The difference between drought and famine has the potential to be very confusing. Both result in an insufficient supply of food and water along with the wide and rapid spread of disease. Potentially both disasters could lead to the economic and social collapse of the community. However, the truth about both disasters is quite simple.

In the Merriam-Webster Dictionary, drought is defined as a period of dryness, especially when prolonged. Likewise, famine is defined as an extreme scarcity of food. While famine can sometimes be the outcome of a drought, it is considered to be more of a manmade disaster, therefore more preventable, and results from the lack of availability of food and water. A drought is solely the result of finicky Mother Nature and almost entirely unpreventable. In both cases, if aid is not immediately offered to the affected people, starvation, rampant disease, economic and social collapse and death will take its toll.

Here are eight quick facts that define these disasters in order to keep them straight.



  • The most common form of drought is a lack of water vapor in the atmosphere, which causes precipitation. A lack of moisture in the air causes wildfires that can damage communities and food supplies, ruin forests, or harm people and animals.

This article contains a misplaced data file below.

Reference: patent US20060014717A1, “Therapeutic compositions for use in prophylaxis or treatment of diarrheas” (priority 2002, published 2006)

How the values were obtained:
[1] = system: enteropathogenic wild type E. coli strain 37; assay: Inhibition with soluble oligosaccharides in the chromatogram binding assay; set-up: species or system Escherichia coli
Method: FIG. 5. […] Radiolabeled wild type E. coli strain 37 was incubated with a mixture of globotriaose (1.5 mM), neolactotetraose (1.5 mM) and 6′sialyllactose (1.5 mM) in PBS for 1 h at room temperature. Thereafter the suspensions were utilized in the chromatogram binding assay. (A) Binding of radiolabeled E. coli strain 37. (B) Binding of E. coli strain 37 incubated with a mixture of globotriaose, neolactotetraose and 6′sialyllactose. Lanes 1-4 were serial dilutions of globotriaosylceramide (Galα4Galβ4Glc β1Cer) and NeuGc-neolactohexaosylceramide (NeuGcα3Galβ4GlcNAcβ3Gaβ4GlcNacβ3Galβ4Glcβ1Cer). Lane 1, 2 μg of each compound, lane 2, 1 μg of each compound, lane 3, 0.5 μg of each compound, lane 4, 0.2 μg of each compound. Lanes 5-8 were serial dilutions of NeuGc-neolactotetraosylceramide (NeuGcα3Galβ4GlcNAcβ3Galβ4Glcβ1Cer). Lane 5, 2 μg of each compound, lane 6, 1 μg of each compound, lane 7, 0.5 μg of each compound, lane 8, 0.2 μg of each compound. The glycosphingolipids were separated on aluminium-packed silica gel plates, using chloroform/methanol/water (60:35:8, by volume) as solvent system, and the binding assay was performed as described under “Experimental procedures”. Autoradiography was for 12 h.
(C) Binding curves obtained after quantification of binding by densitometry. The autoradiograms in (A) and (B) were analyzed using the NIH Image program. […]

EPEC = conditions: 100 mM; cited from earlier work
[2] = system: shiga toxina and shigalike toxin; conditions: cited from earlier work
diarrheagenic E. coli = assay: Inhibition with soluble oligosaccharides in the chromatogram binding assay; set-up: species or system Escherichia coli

• Of all the water on earth, only .003 percent is available fresh water that is not polluted, trapped in soil, or too far underground. During a drought, shared sources of water such as rivers, reservoirs, and groundwater for wells are in jeopardy of running dry.
  • Since the 1970s, the percentage of Earth’s surface affected by drought has doubled. Global warming is largely blamed.
  • Meteorologists predict drought based on precipitation patterns, stream flow, and moisture of soil over long periods of time.



  • Famines rarely happen because of a single event and often are the result of many years of struggling to grow food in a harsh environment.
  • Famine doesn’t usually cause the deaths of whole communities. Instead, it’s often old people and the youth who suffer from disease and malnutrition as they are the most vulnerable.
  • Different factors can trigger famine – the choice of crops planted, ineffective farming techniques, political systems and civil wars.
  • Famine happens when people don’t have the ability to cope during extreme natural conditions like drought.

-Kira Maixner
Source: Do Something, Merriam Webster Online
Photo: Asia News